The TB Crew

I was not always diet-conscious to the degree I am today. Back in high school, I had my fair share of not so good habits. Most notably, I had an irrational obsession with Taco Bell. Like an adult might yearn for Friday’s after-work happy hour, my friends and I would look forward to gorging on Nacho-Cheese Chalupa’s after school; so much so, that we even dubbed ourselves the TB crew.

As you might imagine, I was fairly overweight. What’s worse is that I had yet to hit the ever-elusive growth spurt. Eventually, after one too many anxiety-filled pool parties, I decided to kick my unhealthy eating habits. Once I had the will to eat healthy, my dietary instincts led me on my way.

If I had to eat out, I would grab Subway rather than Taco Bell. Instead of grabbing Doritos as my side, I chose an apple. And instead of washing it down with Mountain Dew, I chose water. Soon enough, I had lost 20 pounds and was feeling healthy and confident. I had successfully made good dietary decisions by relying solely on my own judgment, and to be honest, it was easy.

Getting a bit hazy...

Fast-forward to age 22, and times have changed. In an ill-fated attempt to maximize my health, I have started regularly reading diet-related articles online. Instead of achieving enlightenment, I’ve found myself confused. Last night I read that reseveratrol, a compound prevalent in red wine, can fight against cancer, diabetes, heart disease and more. With great rejoice, I partook in a night of guiltless, health-bolstering drunkenness, despite my instinct telling me downing a bottle of red wine wasn’t                                        the best idea.

My hangover this morning confirmed that premonition. In a frantic attempt to snap out of my mental fog before work, I grabbed a cup of coffee and browsed today’s online dietary tips. What I found was convenient: 4 cups of coffee a day has been shown to reduce diabetes by 67%! So I proceeded to down 4 cups, and now I am feeling diabetes free…but too wired to be productive.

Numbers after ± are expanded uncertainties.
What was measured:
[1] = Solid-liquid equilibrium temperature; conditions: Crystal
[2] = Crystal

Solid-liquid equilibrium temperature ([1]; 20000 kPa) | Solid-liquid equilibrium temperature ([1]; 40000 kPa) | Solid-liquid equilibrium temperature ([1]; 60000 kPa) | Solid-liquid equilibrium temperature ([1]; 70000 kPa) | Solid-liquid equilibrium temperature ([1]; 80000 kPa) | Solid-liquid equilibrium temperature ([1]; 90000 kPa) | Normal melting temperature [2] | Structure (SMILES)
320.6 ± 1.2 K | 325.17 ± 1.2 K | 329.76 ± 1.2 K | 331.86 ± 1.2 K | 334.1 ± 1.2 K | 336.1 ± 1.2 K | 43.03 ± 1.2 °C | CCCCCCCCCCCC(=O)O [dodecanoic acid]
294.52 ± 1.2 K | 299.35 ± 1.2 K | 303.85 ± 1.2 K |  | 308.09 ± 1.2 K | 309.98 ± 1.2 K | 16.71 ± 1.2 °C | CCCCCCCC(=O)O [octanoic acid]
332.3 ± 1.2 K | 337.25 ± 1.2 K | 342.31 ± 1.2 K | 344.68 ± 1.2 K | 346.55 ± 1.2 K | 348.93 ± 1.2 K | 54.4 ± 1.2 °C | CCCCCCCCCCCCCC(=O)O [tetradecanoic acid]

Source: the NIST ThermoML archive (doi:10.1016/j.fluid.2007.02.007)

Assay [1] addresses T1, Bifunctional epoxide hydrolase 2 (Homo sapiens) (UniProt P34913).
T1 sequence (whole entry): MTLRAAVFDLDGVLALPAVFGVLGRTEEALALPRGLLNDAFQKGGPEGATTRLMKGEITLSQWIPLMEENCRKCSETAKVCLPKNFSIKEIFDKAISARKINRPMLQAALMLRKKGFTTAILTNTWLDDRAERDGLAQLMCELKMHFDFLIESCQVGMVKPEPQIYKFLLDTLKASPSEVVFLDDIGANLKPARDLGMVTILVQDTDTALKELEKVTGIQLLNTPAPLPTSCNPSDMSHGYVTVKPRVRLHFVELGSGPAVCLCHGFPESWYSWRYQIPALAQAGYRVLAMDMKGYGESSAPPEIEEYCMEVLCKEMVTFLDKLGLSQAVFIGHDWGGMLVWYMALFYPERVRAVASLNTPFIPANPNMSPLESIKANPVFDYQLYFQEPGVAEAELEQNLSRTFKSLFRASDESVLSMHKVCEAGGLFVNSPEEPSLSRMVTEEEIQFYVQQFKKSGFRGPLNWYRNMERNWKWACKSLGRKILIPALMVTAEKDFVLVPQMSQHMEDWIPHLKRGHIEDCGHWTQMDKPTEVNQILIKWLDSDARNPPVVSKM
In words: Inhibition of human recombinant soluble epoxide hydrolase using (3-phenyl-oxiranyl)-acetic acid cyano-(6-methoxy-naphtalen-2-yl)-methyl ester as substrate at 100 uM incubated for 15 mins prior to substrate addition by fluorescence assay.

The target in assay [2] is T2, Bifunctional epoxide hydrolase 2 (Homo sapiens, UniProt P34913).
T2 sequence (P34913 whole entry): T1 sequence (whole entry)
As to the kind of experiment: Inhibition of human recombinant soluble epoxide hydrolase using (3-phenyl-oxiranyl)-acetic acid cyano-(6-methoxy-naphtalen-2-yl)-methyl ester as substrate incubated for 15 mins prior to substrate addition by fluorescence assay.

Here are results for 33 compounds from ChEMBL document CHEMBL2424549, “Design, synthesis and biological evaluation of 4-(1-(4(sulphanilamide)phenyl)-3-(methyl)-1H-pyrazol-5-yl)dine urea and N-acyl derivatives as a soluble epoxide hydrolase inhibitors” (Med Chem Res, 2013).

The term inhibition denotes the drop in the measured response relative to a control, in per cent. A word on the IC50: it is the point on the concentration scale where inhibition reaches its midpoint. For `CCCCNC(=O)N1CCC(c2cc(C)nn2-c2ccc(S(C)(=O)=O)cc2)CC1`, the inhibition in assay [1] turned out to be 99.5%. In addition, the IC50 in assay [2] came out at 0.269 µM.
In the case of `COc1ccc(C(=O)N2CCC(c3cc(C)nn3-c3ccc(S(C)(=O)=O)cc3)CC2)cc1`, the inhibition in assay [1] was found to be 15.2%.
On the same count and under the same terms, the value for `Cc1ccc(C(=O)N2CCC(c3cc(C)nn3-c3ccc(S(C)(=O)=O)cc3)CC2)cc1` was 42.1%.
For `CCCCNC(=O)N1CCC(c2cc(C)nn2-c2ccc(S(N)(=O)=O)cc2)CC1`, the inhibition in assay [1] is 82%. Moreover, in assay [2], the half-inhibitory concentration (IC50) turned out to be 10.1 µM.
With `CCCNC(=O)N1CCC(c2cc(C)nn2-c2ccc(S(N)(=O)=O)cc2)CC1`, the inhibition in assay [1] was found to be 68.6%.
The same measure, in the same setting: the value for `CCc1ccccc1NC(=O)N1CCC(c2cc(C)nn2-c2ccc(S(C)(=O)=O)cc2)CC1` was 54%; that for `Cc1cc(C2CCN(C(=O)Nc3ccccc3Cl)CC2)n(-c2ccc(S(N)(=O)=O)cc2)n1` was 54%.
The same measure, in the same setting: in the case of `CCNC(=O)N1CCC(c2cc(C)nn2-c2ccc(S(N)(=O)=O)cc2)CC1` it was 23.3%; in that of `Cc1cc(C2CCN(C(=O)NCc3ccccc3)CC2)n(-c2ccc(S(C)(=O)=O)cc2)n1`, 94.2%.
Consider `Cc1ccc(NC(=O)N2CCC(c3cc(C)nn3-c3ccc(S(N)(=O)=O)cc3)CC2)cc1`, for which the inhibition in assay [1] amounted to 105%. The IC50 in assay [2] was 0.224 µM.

Granted, these examples are hyperbolic, but they emphasize my point: When did getting healthy get so complicated? It seems like today, each and every food product is being tasked to science, and we are constantly bombarded with the results. Rather than providing peace of mind, all this information is leaving me asking the question: “What can I eat”? In a remarkable turn of the tide, learning to consistently eat healthy is causing me anxiety rather than providing the satisfaction it did in high school.

In learning to deal with the overwhelming amount of dietary information published everyday, the most important thing we can do is trust our instinct. Humans have evolved over hundreds-of-thousands of years, and over that time, we have developed a keen instinct for what foods are good and bad. Before turning to the Internet, we should use these finely tuned instincts.

Additionally, here are three guidelines that have helped me, and may help you, achieve a healthy, satisfying, and most importantly, a stress-free diet:

1. Avoid reading dietary news habitually. Like an ESPN ticker for a sports fanatic, the latest dietary information can be an addiction for a health junkie. Unfortunately, these articles can often raise more questions than they answer. If you have a legitimate dietary concern, by all means, research away. If you don’t, focus your attention elsewhere.

2. If a food makes a health claim on the label, avoid it. Better yet, avoid food with labels altogether! Sunny Delight claims the juice is healthy because it is fortified with Vitamin C…now that is just an insult to my intelligence.

3. Don’t eat the new Nacho Cheese Doritos-shelled tacos at Taco Bell. This one is relatively self-explanatory…

Have additional tips for wading through the mess of dietary information clouding my brain? Have interesting personal stories about eating healthy? Please share!


3 Responses to “What Can I Eat?!” – The Burden of Too Much Health Information

  1. Darlene says:

    I agree. I am fed up with being told what to eat and what not to eat. It changes daily. I don’t listen to it anymore. First years ago we were told to snack on pretzels! So I did and gained weight! Then we were told to go low fat which is a bunch of baloney. Dr. Atkins was the smart one. Eat fat but eat the good kind. It is a low fat diet that kills you. They can never get it right. Don’t even bother listening to it. I tried raspberry ketones and green coffee beans too and got very dizzy from them but lost nothing. I am angry at Dr. Oz for acting like this junk is a miracle when it isn’t. There are no miracles. The only way I lose weight at all is go low carb and exercise, period.

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